Still shaken by the damage to the battery and the casualties they had suffered, everyone wanted to fire back. As he walked around and talked with his soldiers, he heard the edge in their voices. It was time to get a shot off, and not just with their small arms. Everyone wanted to prove they could defeat the ballistic missile threat.

  Sgt. 1st Class Benson Gatchalian raises the launcher of a THAAD unit outside the THAAD Instructional Facility as Sgt. 1st Class Penieli Vaisagote monitors | Clifford Kyle Jones

Sgt. 1st Class Benson Gatchalian raises the launcher of a THAAD unit outside the THAAD Instructional Facility as Sgt. 1st Class Penieli Vaisagote monitors | Clifford Kyle Jones

He snapped his finger and packed another dip. The last couple of days had ended this attempt to quit tobacco. His THAAD battery was one of the enemy’s highest priority targets. At least for the time being tar and nicotine were not the most significant threats to his life, he kept telling himself.

“No targets yet,” Alvarez muttered mostly to himself as he massaged the tobacco in his cheek. The fire control specialist sitting in front of him heard, and whispered back “No, how long will that last?” “Not long, not long. Intelligence says they still have anti-ship ballistic missiles left. They’ll fire. They can’t let us maneuver an entire carrier strike group and a Marine expeditionary unit through the straits and not take their shot. Those missiles are coming.”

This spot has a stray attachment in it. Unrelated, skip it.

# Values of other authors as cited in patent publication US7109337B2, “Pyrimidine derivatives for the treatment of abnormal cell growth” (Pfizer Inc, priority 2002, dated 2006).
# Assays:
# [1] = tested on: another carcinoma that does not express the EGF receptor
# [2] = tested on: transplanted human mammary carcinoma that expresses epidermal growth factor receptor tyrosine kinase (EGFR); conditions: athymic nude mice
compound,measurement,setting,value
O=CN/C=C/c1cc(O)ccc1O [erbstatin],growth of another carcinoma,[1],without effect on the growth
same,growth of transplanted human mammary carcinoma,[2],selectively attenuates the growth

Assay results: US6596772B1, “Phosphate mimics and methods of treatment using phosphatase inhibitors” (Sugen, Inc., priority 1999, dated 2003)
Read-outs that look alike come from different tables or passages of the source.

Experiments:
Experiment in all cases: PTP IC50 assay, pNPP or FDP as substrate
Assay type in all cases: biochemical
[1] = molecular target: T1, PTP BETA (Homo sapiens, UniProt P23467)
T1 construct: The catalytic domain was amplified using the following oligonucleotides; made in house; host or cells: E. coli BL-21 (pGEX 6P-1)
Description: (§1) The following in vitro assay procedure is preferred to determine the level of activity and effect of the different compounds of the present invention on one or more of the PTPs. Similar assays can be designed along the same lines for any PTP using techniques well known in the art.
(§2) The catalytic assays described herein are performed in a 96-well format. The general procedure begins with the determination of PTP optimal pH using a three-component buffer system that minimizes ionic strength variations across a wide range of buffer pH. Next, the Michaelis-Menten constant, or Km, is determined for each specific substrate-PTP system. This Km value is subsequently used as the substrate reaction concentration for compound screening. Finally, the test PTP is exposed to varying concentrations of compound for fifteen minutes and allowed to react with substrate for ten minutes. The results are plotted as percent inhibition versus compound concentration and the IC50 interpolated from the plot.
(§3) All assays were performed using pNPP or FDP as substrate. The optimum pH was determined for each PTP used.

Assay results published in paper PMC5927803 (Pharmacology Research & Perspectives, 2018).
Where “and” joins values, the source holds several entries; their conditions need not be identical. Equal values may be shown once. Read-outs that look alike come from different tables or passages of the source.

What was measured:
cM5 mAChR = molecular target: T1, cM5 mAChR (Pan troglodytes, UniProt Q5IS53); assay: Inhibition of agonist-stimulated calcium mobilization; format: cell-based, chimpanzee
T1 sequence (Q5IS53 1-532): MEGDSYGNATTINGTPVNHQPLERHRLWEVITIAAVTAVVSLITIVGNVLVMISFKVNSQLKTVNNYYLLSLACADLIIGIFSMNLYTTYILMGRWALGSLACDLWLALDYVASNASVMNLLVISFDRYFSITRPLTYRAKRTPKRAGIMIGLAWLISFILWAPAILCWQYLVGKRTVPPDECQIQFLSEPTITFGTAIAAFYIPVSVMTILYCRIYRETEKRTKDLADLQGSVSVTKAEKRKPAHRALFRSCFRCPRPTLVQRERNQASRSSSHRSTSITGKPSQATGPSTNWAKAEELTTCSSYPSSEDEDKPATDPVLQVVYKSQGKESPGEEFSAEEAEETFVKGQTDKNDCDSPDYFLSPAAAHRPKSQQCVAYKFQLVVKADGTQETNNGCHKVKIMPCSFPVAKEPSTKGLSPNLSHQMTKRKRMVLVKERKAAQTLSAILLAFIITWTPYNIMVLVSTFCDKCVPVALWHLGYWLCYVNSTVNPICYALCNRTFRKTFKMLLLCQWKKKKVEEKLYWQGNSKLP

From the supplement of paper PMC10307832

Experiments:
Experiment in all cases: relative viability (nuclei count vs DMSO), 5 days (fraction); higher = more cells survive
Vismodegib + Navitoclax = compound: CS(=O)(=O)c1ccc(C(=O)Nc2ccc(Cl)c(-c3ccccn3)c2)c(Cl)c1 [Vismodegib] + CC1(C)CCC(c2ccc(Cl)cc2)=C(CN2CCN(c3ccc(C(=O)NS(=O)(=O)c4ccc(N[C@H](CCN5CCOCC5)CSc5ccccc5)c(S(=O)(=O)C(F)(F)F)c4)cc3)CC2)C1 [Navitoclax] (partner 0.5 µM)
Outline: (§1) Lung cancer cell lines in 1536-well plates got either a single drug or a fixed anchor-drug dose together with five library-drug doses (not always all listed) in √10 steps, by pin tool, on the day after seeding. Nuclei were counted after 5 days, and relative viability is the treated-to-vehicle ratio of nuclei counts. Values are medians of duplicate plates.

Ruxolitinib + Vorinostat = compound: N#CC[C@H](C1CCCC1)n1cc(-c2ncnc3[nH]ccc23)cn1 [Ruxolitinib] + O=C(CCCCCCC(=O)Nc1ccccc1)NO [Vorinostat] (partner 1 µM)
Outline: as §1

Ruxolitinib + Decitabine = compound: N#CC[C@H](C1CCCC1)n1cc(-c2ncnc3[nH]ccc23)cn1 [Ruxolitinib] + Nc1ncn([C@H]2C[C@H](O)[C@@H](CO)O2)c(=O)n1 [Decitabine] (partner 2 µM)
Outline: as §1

A red screen flashed in front of them “Warning, Warning—Missiles inbound” a tinny, soullessly automated voice announced without fanfare––devoid of the sweaty cocktail of nerves and purpose every air defender in the shelter collectively felt.

It was round two for the THAAD battery. This time they were ready to fire.

Alvarez watched, satisfied as his soldiers quickly and efficiently executed their battle drills. Commands rang out, were acknowledged and confirmed. In less than 90 seconds, missiles were leaving launchers.

He and his soldiers watched the respective missile tracks, as they seemed to inch closer together.

Lines on computer screens crossed.

The missile threat to the fleet ceased—at least temporarily.

One key to opening the window was in place.

051647LAUG21, AB1234 5676, 1st Land and Naval Fires Control Detachment

Captain Keith Jones and Commander Steve Allen looked at their joint unit’s situation map as it updated off UAV and Navy E-2D Hawkeye feeds. The naval officer was confident that they had identified the enemy’s ship-based jammers that were disrupting communications. The E-2D provided Navy Cooperative Engagement Capability targeting information to the Army fires battalion allowing effective long-range precision fires from land to target ships at sea.[1] Jones watched as the Army’s anti-ship missiles streaked across the screen. Ship and missile icons intersected and the missiles disappeared. The UAV quickly confirmed multiple burning vessels. The enemy jamming signals disappeared almost as suddenly.